Whether choosing the paint color on a brand-new hatchback or haggling with a dealer over the price of a pre-owned SUV, buying a car can be exhilarating. However, once the deal is closed, it’s time to take care of some new-car housekeeping.

Check on the title. A title is a document that establishes ownership. When purchasing from a dealership, it will likely handle the title transfer process for you. (Note: If you’ve taken out a loan for the vehicle, the lender is typically in first position on the title. The lender usually keeps the title on file until the loan is repaid.) If you bought the car from a private party with cash, check with your state's department of motor vehicles (DMV) about how to handle the title transfer. If the seller signs the title over to you at the time of sale, make sure 1) the Vehicle Identification Number (VIN) on the title matches the one on the car and 2) no lien holder (person or organization with an ownership claim) is listed on the title or, if there is, the lien holder has also signed off.

Contact your insurance agent. You’ll need proof of insurance to register the car. Be sure to meet your state’s minimum requirements for bodily injury, property damage, personal injury and uninsured motorist coverage. Consider a higher level of coverage for more financial protection.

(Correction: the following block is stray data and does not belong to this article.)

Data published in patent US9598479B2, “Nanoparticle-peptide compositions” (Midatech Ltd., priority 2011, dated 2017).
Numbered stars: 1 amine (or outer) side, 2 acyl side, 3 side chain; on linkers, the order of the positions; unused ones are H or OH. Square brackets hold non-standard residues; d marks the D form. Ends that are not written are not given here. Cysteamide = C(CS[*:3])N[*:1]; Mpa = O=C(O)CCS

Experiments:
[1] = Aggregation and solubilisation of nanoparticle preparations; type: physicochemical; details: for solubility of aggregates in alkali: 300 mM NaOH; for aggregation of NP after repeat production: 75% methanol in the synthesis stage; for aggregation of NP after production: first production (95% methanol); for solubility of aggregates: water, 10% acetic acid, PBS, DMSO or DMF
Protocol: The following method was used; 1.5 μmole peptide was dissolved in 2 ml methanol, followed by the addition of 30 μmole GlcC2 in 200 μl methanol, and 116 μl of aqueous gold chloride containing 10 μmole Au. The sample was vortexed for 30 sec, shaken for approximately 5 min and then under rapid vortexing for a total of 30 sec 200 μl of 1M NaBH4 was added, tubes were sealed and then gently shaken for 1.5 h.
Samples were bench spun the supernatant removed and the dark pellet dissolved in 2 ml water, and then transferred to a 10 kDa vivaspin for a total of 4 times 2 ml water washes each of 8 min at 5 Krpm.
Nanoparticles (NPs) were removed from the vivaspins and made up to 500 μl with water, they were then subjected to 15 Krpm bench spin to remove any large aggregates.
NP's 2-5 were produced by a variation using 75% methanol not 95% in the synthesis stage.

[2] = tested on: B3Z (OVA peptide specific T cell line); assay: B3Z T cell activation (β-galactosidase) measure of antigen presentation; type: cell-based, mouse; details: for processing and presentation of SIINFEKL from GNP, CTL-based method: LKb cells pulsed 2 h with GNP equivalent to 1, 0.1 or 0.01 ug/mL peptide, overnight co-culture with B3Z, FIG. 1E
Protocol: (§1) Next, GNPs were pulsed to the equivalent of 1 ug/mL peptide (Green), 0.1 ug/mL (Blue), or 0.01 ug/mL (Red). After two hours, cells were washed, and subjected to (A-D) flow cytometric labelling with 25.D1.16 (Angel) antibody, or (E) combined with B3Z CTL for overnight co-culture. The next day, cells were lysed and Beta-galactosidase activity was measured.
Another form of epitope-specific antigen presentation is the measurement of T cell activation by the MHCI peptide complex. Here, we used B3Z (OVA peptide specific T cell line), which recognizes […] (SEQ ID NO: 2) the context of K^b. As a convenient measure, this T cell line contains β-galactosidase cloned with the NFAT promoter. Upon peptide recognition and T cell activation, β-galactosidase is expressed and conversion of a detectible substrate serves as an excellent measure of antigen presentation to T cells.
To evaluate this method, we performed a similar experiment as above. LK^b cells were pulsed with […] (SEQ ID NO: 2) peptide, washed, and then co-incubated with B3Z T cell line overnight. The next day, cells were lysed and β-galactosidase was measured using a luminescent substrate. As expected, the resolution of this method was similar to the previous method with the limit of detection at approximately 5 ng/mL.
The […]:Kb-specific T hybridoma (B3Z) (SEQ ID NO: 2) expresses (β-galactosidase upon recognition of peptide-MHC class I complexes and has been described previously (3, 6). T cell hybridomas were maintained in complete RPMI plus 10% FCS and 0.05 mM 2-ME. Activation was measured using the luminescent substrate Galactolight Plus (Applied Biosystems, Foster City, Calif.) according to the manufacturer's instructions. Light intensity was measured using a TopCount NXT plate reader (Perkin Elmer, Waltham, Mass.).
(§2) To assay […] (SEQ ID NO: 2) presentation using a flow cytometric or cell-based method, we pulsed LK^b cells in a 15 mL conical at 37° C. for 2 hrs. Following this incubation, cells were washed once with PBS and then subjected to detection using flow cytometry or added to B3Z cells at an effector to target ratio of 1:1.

Go through emissions testing, if required. Many states and the District of Columbia require emissions testing for certain vehicles (new cars are generally exempt). Contact your DMV to find out if an emissions test is required.

Register the vehicle. Usually, if you bought the car from a dealership, it will take care of the registration process for you. Otherwise, you’ll need to register it in person at your local DMV, online or by mail, depending on your state’s procedure. You’ll likely need to provide proof of ownership (the title or previous registration), your driver’s license, the odometer reading, evidence of insurance and payment for the registration fee.

Mount new plates. If you’ve received new license plates and/or tags, affix them to the vehicle within the timeframe required by your state.

Read the manual. Make sure you know the basics before you drive the car, such as how to turn on the headlights, directional signals and windshield wipers. Keep the manual handy (the glove compartment is a good place).

Check fluids and filters. A new car should be good to go when you drive it off the lot. With a used vehicle, check for proper fluid levels and clean filters.

Buckle up and drive. Once you’ve become familiar with your new vehicle and checked all the safety features, enjoy it and drive safely!

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Find Your State's Motor Vehicle Office

USA.gov, the U.S. government’s official web portal, provides links to each state’s division of motor vehicles, where you can find information on motor vehicle titles, registration and emissions testing requirements.